Lower risks associated with greater physical activity have been observed for both premenopausal and postmenopausal breast cancer. Most studies have been conducted in non-Hispanic white women, although data from some studies suggest that physical activity is associated with a lower risk for breast cancer in women of diverse races and ethnicities [26, 28–31].

It is not clear at what ages physical activity provides the most protection against breast cancer. In a small number of case-control studies [32–34], lifetime leisure activity was ascertained, while in other studies, activity levels at adolescence and discrete adult periods were obtained. Some studies found a lower risk with greater activity in adolescence, while in other studies, risk reduction was limited to adult activities. D’Avanzo et al. found similar effects of occupational physical activity occurring at ages 15–19, 30–39, and 50–59 on risk of breast cancer, but found a stronger negative association between recreational exercise and risk at ages 30–39 and 50–59 than at ages 15–19 [35].

Levi et al. found that greater occupational activity at any time between adolescence and the sixth decade of life was associated with a lower risk [36]. McTiernan et al. found a lower risk associated with adult activity and no effect of activity in adolescence [37].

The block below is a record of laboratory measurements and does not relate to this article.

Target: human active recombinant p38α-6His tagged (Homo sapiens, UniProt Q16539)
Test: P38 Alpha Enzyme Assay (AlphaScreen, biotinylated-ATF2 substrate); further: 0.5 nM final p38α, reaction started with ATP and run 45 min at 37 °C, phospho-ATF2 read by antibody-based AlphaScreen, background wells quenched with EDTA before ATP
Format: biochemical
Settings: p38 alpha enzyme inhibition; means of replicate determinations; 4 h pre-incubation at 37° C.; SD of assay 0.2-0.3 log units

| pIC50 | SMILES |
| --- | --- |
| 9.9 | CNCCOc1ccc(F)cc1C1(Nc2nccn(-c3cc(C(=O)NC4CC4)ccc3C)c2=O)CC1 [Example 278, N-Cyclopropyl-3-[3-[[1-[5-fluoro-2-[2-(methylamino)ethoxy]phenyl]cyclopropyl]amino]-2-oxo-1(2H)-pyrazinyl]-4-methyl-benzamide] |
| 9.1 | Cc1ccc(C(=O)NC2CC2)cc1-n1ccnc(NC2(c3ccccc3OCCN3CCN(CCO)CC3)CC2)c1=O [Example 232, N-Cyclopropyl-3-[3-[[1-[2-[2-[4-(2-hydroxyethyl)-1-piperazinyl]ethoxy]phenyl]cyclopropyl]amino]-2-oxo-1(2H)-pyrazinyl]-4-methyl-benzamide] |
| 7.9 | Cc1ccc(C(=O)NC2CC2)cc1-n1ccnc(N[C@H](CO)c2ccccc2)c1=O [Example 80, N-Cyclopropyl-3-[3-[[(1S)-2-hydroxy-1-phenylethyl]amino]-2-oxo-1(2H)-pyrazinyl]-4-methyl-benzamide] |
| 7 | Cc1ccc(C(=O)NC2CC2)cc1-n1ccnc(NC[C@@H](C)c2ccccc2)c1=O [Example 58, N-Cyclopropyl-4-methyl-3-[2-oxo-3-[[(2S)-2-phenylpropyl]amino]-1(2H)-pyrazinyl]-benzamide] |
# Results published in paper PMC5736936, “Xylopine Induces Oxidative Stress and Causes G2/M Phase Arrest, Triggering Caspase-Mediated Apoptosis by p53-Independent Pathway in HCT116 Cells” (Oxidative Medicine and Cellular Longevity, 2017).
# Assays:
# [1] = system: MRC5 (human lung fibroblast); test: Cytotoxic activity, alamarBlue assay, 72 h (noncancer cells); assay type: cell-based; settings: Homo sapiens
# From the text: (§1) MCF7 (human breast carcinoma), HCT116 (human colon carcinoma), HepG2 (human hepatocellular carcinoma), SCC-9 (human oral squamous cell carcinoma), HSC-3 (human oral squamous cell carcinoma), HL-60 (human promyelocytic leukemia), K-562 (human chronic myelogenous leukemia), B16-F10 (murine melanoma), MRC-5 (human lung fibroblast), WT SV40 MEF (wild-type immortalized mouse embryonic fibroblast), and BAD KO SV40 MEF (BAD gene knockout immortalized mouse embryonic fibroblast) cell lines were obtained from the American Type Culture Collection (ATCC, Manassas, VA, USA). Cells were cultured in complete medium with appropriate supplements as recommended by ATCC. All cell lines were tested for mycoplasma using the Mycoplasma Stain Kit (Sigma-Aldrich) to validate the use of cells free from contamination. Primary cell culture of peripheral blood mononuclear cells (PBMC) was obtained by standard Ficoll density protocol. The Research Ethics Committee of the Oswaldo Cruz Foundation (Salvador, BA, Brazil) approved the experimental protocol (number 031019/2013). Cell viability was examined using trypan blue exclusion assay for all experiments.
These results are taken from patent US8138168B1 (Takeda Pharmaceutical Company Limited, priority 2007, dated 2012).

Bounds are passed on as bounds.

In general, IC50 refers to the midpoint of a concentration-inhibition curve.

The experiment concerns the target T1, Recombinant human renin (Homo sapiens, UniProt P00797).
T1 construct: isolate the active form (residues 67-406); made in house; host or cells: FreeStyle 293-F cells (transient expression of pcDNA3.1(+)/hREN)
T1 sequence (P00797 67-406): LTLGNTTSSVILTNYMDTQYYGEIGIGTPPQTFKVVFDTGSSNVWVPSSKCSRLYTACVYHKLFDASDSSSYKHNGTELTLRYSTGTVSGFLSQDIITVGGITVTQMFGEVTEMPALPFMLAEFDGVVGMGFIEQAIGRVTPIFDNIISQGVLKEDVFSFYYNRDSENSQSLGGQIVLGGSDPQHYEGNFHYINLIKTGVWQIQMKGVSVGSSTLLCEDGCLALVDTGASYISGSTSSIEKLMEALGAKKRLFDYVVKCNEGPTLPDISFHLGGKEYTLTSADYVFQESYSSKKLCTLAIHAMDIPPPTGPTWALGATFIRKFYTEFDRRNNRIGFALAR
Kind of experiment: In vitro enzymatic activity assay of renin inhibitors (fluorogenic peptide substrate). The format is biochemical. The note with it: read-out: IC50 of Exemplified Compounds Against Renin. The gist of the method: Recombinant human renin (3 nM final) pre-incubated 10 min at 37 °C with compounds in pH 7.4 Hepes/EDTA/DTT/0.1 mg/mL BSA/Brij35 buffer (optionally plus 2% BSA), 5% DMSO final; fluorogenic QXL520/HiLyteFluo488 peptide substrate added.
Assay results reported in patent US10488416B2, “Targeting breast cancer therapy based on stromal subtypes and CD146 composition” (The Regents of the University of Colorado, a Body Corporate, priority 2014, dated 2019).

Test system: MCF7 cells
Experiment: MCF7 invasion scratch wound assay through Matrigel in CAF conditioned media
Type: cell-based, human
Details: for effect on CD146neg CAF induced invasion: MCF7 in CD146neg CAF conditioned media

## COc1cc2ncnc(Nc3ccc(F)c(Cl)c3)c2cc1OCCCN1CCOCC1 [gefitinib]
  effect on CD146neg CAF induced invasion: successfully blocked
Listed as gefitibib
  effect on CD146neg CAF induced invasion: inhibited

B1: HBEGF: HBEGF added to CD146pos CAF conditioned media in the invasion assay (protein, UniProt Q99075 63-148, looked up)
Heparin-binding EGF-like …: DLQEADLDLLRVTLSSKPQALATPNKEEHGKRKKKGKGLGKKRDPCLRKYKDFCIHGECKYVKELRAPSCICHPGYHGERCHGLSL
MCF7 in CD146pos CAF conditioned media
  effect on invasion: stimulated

Friedenreich et al. found that, while greater lifetime activity gave the most benefit, exercise in postmenopausal years was protective [38]. Most studies, however, looked at activity at just one time point, usually either right before diagnosis (for cases) or in the adolescent/young adulthood period.

It is important in studying the association between physical activity and breast cancer to control for potentially confounding factors to be sure that the association between physical activity and breast cancer is not due to extraneous factors. For example, women who exercise may follow different diets than nonexercisers. If the dietary patterns are related to breast cancer risk, the association between physical activity and breast cancer may be spurious. Most studies controlled for potential confounding factors such as age, reproductive history, and BMI. Since body mass may lie in the causal pathway between physical activity and breast cancer risk, simple adjustment may not give a complete picture. Indeed, some investigators found that risk reduction was limited to the leanest women [23, 34, 39, 40]. Adjustment for dietary macronutrient intake or caloric intake did not confound the physical activity/breast cancer relationship in studies that assessed dietary data [12, 23, 29, 35–37, 41].

Elucidation of the causal pathway between physical activity and cancer risk will help in determining optimum ages to exercise, and the dose, frequency, and intensity of physical activities needed to protect against breast cancer.